150 years later, Gold Rush is on Renewal: As California plans a three-year celebration of the discovery at Sutter's Mill, its old mining towns are finding that tourism is golden, too.

December 28, 1997|By Jay Clarke | Jay Clarke,Knight-Ridder News Service

There's still gold in these hills, but it's the kind that comes from tourists.

A century and a half ago, places like Grass Valley, Calif. and neighboring Nevada City became instant towns when gold was found in the foothills of the Sierra Nevada Mountains. Untamed and unwashed, these hill towns rewarded a few Forty-Niners with fortunes but punished far more with an endless parade of dashed hopes. When most of the mines closed during or just after World War II, many of the towns sank into obscurity.

But now, as California prepares to mark the 150th anniversary of the greatest voluntary human migration in history -- the California Gold Rush -- the one-time gold towns are booming again.

This time, it's not the precious yellow metal that lures people to places like Grass Valley. It's the perfume of history that hangs over the region. It's the appeal of reliving vicariously the giddy excitement of the Gold Rush days.

It's the joy of extracting from this undulating land not gold but a pleasant 20th-century experience.


Thus, behind the same wooden storefronts where blacksmith shops and assay offices once operated, today's visitors find boutiques and bars. Golfers of the 1990s dig divots where sweating miners once excavated the earth. Rows of grapevines march across rolling hills where mining camps used to be. One-time saddle shops have become tony restaurants, and the working tools of yesteryear have become precious objets d'art in today's antique shops.

What hasn't changed in Gold Country is the climate. When the residents of the state's central valley swelter in the summer heat, they flee to the Sierra foothills, elevation 1,000 to 5,000 feet, to cool off. When weekends become too claustrophobic in the urban forests of the Bay Area, their people depressurize in the region's small towns and open country.

Summer teems with festivals and fairs in the Gold Country -- bluegrass blowouts that fill every charming B&B for miles, street fairs that corral the collectibles crowd, winery tours and growers' markets that tempt those with discerning palates.

Gentrified as it has become, though, today's Gold Country still evokes visions of one of America's most storied eras.

At the time when James Marshall spotted the fateful gold nugget at Sutter's Mill in Coloma, California was a far-off backwater of the United States, recently acquired from Mexico.

News of the gold strike -- and the extraordinary richness of the finds -- drew more than 500,000 gold-seekers to California over five years. They went overland by caravan or by sea around Cape Horn, the tip of South America; either trip was perilous and took months. Others came from Europe, South America and Asia.

San Francisco's population, a puny 20,000 at the start of 1849, rose to more than 107,000 by year's end. Propelled by the Gold Rush, California was granted statehood in 1850.

Joy and despair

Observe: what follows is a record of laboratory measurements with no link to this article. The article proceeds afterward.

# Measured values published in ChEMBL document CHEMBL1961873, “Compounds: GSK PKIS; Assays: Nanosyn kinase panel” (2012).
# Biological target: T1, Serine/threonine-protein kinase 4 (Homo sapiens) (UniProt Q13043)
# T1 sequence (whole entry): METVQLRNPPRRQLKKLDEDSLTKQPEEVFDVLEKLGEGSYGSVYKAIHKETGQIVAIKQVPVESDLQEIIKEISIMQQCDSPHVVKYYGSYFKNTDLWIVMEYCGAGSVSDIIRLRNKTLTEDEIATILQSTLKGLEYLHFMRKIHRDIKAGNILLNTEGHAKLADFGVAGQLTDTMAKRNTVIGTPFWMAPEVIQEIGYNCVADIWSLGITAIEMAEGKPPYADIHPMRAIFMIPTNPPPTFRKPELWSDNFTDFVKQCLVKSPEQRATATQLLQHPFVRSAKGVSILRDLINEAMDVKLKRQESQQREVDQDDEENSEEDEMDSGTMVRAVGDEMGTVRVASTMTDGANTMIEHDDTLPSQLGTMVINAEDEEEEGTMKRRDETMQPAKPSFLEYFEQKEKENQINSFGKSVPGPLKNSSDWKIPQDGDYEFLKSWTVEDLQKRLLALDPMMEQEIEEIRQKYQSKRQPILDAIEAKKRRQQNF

In the mining camps, joy and despair were handmaidens. A man could make hundreds of dollars in a day, or he could make nothing. The price of lodging and food was forbiddingly high; one miner wrote about paying $43 for a scarce breakfast. Camp followers and con men thrived. If a crime was committed, instant justice was often meted out, with judge and jury chosen from the crowd.

As time wore on, law and order came to the Gold Country. Churches, schools and traditions were built, and built upon. The gold mines prospered, as did the towns of the Sierra foothills.

But by government order, the gold mines were closed during World War II. Some reopened after the war, but with the price of gold fixed at $35 an ounce, they found they couldn't make a profit and closed again.

Most of the gold towns went into decline until the late 1960s and early 1970s, when they realized the potential of tourism. Restoration efforts prettied the towns; and the climate; scenery and history did the rest.

Today at Sutter's Mill in Coloma, where the Gold Rush began, a museum and a replica of the original mill stand on the grounds, along with a church, Marshall's cabin and grave site.

It is at Coloma that the state will mark the 150th anniversary of gold on Jan. 24, 1998, the kickoff date for a three-year celebration tied into the California Sesquicentennial.

Events and exhibitions

Events at Sutter's Mill will include the World Gold Panning Championships next October, which is expected to draw delegations from more than 25 countries; a historic wagon train encampment and tent city; and a symposium featuring noted authors and guided tours by costumed volunteers.

If you're curious about the nugget that Marshall found, you can see it at the Oakland Museum's Gold Fever! exhibition, opening Jan. 24. This will be the largest and most important exhibition during the Gold Rush anniversary period, with paintings, old photographs, displays of nuggets, ingots and jewelry, and even an underground archaeological "dig" filled with 1850s goods and artifacts.

But you can find history everywhere in the Gold Country.

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